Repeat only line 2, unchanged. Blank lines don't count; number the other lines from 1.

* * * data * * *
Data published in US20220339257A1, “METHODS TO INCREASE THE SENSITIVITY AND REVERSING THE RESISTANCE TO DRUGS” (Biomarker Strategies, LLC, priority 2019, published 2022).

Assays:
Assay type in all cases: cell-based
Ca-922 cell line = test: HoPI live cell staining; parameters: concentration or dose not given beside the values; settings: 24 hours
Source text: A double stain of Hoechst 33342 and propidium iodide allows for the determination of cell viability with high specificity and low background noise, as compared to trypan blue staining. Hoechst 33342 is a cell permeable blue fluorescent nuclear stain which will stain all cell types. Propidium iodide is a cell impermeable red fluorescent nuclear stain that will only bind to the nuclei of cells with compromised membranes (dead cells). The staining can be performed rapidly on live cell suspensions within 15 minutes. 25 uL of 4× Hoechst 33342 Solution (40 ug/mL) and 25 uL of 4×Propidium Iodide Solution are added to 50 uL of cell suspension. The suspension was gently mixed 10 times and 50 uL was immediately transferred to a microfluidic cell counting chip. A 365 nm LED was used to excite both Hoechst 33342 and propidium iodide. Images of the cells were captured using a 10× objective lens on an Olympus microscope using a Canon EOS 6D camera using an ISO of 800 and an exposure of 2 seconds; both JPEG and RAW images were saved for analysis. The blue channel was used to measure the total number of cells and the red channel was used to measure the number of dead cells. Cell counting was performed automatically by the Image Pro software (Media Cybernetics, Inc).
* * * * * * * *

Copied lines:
Assays: